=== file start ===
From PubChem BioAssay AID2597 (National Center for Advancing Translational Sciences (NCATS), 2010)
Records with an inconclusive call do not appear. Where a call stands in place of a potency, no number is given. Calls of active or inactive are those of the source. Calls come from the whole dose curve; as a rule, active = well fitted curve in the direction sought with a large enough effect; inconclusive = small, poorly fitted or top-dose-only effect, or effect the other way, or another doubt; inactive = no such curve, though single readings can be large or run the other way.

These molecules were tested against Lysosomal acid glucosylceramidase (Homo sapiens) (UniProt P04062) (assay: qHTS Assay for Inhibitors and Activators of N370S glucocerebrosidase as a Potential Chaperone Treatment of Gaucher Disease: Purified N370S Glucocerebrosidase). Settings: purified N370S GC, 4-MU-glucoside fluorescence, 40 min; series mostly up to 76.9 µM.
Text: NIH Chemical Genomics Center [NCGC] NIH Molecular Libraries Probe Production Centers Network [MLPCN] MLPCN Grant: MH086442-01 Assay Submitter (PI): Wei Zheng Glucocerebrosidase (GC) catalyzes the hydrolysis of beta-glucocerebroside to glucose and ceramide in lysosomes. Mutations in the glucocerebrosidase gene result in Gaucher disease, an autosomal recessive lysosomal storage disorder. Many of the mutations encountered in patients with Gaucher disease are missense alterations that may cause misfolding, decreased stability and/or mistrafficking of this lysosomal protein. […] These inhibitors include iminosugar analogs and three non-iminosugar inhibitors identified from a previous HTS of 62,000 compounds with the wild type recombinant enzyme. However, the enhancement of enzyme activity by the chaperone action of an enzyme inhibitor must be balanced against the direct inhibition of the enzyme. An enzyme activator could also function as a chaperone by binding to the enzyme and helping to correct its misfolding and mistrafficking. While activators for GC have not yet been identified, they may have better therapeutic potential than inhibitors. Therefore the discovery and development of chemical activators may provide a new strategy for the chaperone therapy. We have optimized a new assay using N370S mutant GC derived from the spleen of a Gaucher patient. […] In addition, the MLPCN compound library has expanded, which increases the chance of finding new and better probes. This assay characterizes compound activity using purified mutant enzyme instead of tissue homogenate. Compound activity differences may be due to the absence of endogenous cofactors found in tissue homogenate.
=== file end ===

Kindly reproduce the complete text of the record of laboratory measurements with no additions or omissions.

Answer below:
From PubChem BioAssay AID2597 (National Center for Advancing Translational Sciences (NCATS), 2010)
Records with an inconclusive call do not appear. Where a call stands in place of a potency, no number is given. Calls of active or inactive are those of the source. Calls come from the whole dose curve; as a rule, active = well fitted curve in the direction sought with a large enough effect; inconclusive = small, poorly fitted or top-dose-only effect, or effect the other way, or another doubt; inactive = no such curve, though single readings can be large or run the other way.

These molecules were tested against Lysosomal acid glucosylceramidase (Homo sapiens) (UniProt P04062) (assay: qHTS Assay for Inhibitors and Activators of N370S glucocerebrosidase as a Potential Chaperone Treatment of Gaucher Disease: Purified N370S Glucocerebrosidase). Settings: purified N370S GC, 4-MU-glucoside fluorescence, 40 min; series mostly up to 76.9 µM.
Text: NIH Chemical Genomics Center [NCGC] NIH Molecular Libraries Probe Production Centers Network [MLPCN] MLPCN Grant: MH086442-01 Assay Submitter (PI): Wei Zheng Glucocerebrosidase (GC) catalyzes the hydrolysis of beta-glucocerebroside to glucose and ceramide in lysosomes. Mutations in the glucocerebrosidase gene result in Gaucher disease, an autosomal recessive lysosomal storage disorder. Many of the mutations encountered in patients with Gaucher disease are missense alterations that may cause misfolding, decreased stability and/or mistrafficking of this lysosomal protein. […] These inhibitors include iminosugar analogs and three non-iminosugar inhibitors identified from a previous HTS of 62,000 compounds with the wild type recombinant enzyme. However, the enhancement of enzyme activity by the chaperone action of an enzyme inhibitor must be balanced against the direct inhibition of the enzyme. An enzyme activator could also function as a chaperone by binding to the enzyme and helping to correct its misfolding and mistrafficking. While activators for GC have not yet been identified, they may have better therapeutic potential than inhibitors. Therefore the discovery and development of chemical activators may provide a new strategy for the chaperone therapy. We have optimized a new assay using N370S mutant GC derived from the spleen of a Gaucher patient. […] In addition, the MLPCN compound library has expanded, which increases the chance of finding new and better probes. This assay characterizes compound activity using purified mutant enzyme instead of tissue homogenate. Compound activity differences may be due to the absence of endogenous cofactors found in tissue homogenate.